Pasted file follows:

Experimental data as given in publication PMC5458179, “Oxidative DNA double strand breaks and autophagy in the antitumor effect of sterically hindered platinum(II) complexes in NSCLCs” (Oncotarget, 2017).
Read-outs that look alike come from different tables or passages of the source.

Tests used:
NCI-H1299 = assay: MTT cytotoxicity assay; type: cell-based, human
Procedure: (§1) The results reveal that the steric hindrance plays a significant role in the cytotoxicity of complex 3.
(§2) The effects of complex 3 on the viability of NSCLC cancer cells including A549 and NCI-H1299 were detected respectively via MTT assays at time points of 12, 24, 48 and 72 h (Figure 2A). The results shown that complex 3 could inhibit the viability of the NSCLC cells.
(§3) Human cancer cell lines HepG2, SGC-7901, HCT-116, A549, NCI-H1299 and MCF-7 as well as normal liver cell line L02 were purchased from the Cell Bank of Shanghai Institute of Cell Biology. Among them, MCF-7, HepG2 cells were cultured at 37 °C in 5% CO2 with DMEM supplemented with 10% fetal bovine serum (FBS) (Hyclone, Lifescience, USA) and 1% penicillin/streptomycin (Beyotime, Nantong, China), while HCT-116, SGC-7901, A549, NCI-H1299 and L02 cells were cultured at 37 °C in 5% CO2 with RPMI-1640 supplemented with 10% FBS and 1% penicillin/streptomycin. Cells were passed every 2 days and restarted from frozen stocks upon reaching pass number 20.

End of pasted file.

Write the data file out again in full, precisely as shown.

Experimental data as given in publication PMC5458179, “Oxidative DNA double strand breaks and autophagy in the antitumor effect of sterically hindered platinum(II) complexes in NSCLCs” (Oncotarget, 2017).
Read-outs that look alike come from different tables or passages of the source.

Tests used:
NCI-H1299 = assay: MTT cytotoxicity assay; type: cell-based, human
Procedure: (§1) The results reveal that the steric hindrance plays a significant role in the cytotoxicity of complex 3.
(§2) The effects of complex 3 on the viability of NSCLC cancer cells including A549 and NCI-H1299 were detected respectively via MTT assays at time points of 12, 24, 48 and 72 h (Figure 2A). The results shown that complex 3 could inhibit the viability of the NSCLC cells.
(§3) Human cancer cell lines HepG2, SGC-7901, HCT-116, A549, NCI-H1299 and MCF-7 as well as normal liver cell line L02 were purchased from the Cell Bank of Shanghai Institute of Cell Biology. Among them, MCF-7, HepG2 cells were cultured at 37 °C in 5% CO2 with DMEM supplemented with 10% fetal bovine serum (FBS) (Hyclone, Lifescience, USA) and 1% penicillin/streptomycin (Beyotime, Nantong, China), while HCT-116, SGC-7901, A549, NCI-H1299 and L02 cells were cultured at 37 °C in 5% CO2 with RPMI-1640 supplemented with 10% FBS and 1% penicillin/streptomycin. Cells were passed every 2 days and restarted from frozen stocks upon reaching pass number 20.